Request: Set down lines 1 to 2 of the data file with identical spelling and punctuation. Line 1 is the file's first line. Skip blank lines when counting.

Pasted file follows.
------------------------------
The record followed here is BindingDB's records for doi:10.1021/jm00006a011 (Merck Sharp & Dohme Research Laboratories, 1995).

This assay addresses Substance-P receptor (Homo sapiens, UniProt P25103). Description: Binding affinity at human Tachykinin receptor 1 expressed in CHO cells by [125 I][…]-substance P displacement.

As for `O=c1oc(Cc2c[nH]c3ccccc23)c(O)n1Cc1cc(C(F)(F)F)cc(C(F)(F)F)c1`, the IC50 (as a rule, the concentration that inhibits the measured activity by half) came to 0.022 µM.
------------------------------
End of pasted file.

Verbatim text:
The record followed here is BindingDB's records for doi:10.1021/jm00006a011 (Merck Sharp & Dohme Research Laboratories, 1995).

This assay addresses Substance-P receptor (Homo sapiens, UniProt P25103). Description: Binding affinity at human Tachykinin receptor 1 expressed in CHO cells by [125 I][…]-substance P displacement.